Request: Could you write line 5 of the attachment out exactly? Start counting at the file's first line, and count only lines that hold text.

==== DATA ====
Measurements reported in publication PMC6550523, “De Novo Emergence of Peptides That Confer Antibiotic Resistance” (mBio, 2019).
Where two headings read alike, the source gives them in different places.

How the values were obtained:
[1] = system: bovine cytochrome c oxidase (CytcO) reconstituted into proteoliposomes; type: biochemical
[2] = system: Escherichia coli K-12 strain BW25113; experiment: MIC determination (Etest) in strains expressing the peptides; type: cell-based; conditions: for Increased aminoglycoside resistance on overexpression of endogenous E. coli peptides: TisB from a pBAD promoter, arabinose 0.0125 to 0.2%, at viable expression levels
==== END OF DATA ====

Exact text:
[2] = system: Escherichia coli K-12 strain BW25113; experiment: MIC determination (Etest) in strains expressing the peptides; type: cell-based; conditions: for Increased aminoglycoside resistance on overexpression of endogenous E. coli peptides: TisB from a pBAD promoter, arabinose 0.0125 to 0.2%, at viable expression levels